Accidental Franchises-What You Don’t Know Can Hurt Your Client1
Barry Kurtz and Katherine L. Wallman
Barry Kurtz, a Certified Specialist in Franchise and Distribution Law by the California State Bar Board of Specialization, is the Chair of the Franchise & Distribution Law Practice Group at Lewitt Hackman in Encino, California. Barry may be reached at firstname.lastname@example.org.
Katherine L. Wallman is an Associate in Lewitt Hackman’s Franchise & Distribution. She prepares and reviews domestic and international franchise registration and disclosure documents; provides counsel regarding regulatory compliance, acquisitions, and dispositions of franchised and independent units and businesses; and handles commercial transactions involving franchisors and franchisees – domestically and globally. Kate may be reached at email@example.com.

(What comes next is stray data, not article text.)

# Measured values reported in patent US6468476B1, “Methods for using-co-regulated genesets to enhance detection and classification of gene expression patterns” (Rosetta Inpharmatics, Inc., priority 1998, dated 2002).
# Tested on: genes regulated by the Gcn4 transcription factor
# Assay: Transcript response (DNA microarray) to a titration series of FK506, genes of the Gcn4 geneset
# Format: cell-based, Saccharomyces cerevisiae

Why should all business attorneys be concerned about franchise laws? Businesspeople and attorneys often are unaware that franchise laws impact a variety of business relationships. Under federal law, as well as in California, it does not matter whether you call a business arrangement a "partnership," a "license," a "dealership," a "joint venture" or something else when you draft the agreement, or whether the agreement disclaims the existence of a franchise; if the elements of a franchise are present, it is a franchise. Franchising is a highly complex area of the law that lends itself to specialization. Knowing the following basics can help you identify franchise arrangements and prevent your business clients from becoming accidental franchisors, or from inadvertently contracting with an accidental franchisor.